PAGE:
Book review: The Fellowship - on Tolkien's literary circle
The Inklings, whose members included C. S. Lewis, was the Oxford literary society where J.R.R. Tolkien read his Rings cycle
There's a kind of fan who will see a book title that includes the words Tolkien, Lewis and Inklings, and hunger for every last detail. For fans with lesser appetites, parts of The Fellowship will still surprise and even delight. But be warned: a lot of the book is focused on obscure references to The Lord of the Rings. And if you don't get those references, you are not the target audience.
The Inklings were a group of writers at Oxford University who met informally during the 1930s and '40s to read their work for the others to critique. Oxford had lots of discussion groups at that time. The Inklings were unusual in the eventual fame of some of the members.
J.R.R. Tolkien's Lord of the Rings trilogy is one of the best-known works of the 20th century. C.S. Lewis' Narnia series is his best-known work today. Owen Barfield and Charles Williams were two other key Inklings who never got nearly as famous - but based on the details here, their lives were in many ways more interesting than those of their more famous fellow members.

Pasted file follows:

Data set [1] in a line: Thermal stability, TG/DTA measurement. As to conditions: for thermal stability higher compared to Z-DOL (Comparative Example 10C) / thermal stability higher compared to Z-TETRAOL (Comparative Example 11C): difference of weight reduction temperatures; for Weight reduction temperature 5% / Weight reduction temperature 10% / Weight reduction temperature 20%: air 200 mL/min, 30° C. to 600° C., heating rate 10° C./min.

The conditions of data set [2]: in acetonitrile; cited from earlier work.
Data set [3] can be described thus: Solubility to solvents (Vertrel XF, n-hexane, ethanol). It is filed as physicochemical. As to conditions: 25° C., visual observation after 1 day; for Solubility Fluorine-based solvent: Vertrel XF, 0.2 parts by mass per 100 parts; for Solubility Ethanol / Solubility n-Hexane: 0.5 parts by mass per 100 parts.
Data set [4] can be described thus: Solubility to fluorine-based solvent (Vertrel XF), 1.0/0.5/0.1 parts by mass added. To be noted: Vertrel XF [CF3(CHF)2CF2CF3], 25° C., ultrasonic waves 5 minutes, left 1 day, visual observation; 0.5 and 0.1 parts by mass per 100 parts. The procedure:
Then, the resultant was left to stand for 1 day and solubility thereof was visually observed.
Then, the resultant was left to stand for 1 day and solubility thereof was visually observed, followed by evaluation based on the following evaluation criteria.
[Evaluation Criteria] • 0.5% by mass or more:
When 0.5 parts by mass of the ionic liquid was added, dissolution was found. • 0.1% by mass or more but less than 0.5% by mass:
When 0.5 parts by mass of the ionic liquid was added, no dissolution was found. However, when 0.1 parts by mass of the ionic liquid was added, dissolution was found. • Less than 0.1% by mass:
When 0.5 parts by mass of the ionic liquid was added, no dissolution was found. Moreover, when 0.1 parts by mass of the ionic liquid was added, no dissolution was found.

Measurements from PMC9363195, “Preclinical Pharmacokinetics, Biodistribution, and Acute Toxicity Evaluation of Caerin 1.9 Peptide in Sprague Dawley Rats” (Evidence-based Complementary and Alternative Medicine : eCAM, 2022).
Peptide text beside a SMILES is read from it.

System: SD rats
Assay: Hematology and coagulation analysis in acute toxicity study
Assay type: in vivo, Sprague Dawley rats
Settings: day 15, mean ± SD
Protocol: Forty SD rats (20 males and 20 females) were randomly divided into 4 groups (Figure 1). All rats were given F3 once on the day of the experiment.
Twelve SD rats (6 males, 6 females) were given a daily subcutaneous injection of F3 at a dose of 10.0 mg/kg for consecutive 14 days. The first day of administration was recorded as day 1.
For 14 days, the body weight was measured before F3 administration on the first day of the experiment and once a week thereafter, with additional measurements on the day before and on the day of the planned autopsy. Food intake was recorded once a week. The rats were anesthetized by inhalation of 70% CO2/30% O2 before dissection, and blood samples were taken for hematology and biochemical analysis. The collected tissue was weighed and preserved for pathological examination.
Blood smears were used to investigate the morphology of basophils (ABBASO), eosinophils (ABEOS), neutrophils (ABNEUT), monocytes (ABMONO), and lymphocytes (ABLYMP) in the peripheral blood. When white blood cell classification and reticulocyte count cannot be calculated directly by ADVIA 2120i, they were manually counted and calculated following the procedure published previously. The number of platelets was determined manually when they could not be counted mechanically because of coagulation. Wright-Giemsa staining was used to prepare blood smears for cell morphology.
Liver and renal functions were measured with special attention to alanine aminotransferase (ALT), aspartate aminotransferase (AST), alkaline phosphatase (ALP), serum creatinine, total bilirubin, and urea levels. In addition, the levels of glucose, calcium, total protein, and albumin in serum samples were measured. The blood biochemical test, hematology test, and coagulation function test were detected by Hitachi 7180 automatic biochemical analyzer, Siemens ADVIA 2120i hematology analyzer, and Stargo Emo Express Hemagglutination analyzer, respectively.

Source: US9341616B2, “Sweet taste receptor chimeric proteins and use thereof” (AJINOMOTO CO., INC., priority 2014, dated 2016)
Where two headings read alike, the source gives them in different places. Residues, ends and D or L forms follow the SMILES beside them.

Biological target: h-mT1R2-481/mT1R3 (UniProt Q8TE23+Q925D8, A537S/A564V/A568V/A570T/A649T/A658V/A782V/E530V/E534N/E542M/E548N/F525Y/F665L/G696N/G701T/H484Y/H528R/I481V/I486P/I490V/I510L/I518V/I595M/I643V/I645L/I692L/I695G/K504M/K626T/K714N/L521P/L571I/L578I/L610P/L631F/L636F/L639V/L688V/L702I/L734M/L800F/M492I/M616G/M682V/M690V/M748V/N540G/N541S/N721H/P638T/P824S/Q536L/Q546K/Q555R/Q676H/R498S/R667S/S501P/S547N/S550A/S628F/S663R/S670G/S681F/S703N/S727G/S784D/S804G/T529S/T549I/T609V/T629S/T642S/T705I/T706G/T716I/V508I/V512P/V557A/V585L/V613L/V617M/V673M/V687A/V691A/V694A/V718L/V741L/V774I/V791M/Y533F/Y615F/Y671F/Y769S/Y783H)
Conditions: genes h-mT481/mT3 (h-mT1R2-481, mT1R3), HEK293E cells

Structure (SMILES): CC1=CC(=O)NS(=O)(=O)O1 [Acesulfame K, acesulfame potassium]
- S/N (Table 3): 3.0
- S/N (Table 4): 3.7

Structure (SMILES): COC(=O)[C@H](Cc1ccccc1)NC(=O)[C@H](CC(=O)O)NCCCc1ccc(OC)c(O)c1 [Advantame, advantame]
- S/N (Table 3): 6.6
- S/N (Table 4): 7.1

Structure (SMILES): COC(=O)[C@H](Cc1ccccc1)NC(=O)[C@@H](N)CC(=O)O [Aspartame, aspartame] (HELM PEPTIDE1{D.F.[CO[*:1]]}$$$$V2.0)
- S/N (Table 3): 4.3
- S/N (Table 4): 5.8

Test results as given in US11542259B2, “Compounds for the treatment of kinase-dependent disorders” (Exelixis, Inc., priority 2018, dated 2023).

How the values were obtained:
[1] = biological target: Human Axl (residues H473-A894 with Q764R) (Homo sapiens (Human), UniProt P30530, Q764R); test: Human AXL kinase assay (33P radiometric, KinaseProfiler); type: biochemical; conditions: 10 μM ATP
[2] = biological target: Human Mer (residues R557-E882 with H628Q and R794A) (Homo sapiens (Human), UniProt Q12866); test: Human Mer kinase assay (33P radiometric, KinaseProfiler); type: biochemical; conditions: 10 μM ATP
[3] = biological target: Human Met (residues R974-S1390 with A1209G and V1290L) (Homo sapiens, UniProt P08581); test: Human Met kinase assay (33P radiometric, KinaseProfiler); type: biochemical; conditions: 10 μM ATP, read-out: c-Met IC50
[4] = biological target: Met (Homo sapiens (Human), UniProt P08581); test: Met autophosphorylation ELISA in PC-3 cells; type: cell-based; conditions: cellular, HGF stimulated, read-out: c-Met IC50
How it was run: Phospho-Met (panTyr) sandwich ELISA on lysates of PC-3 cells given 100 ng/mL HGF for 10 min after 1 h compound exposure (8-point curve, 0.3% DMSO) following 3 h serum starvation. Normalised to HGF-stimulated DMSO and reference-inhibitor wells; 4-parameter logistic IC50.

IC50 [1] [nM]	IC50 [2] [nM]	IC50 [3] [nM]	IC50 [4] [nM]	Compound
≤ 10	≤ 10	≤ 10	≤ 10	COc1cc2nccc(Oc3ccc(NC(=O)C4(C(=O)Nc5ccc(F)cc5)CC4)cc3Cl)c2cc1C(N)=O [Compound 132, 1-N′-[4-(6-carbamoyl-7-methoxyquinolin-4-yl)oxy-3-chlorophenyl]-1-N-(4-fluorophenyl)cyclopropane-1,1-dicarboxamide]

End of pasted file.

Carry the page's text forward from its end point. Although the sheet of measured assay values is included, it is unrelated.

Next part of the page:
The Zaleskis are a husband-and-wife team whose writing style is both academic and a bit archaic - and occasionally puzzling. Consider this line in their description of Tolkien's mother: "She may have sensed, too, that her life would not last long." The authors, however, make no case for her being psychic.
The book shows instead the painstaking assembly of Tolkien's magnum opus, the evolution of Lewis' religious thought (and more than a nod to his distinctly odd personal life), and a peek into metaphysics and philosophies that are all but unknown now but which animated Barfield and Williams.
One problem the Zaleskis faced is that the Inklings kept no minutes of their meetings and only scraps of description remain. So there's not a lot of the drama that some of those discussions must have included.
One of the most famous lines from the meetings is included, however. A reader of this volume ploughing through the lists of European philosophers and lecturers whom the Inklings knew or admired is likely to feel some sympathy for Henry Dyson, an Inkling who had little love for the intricacies of Tolkien's Middle-earth.
"Oh, God," Dyson famously observed during one of Tolkien's Inkling readings. "Not another f***ing elf!"
The Fellowship: The Literary Lives of the Inklings by Philip Zaleski and Carol Zaleski (Farrar, Straus and Giroux)
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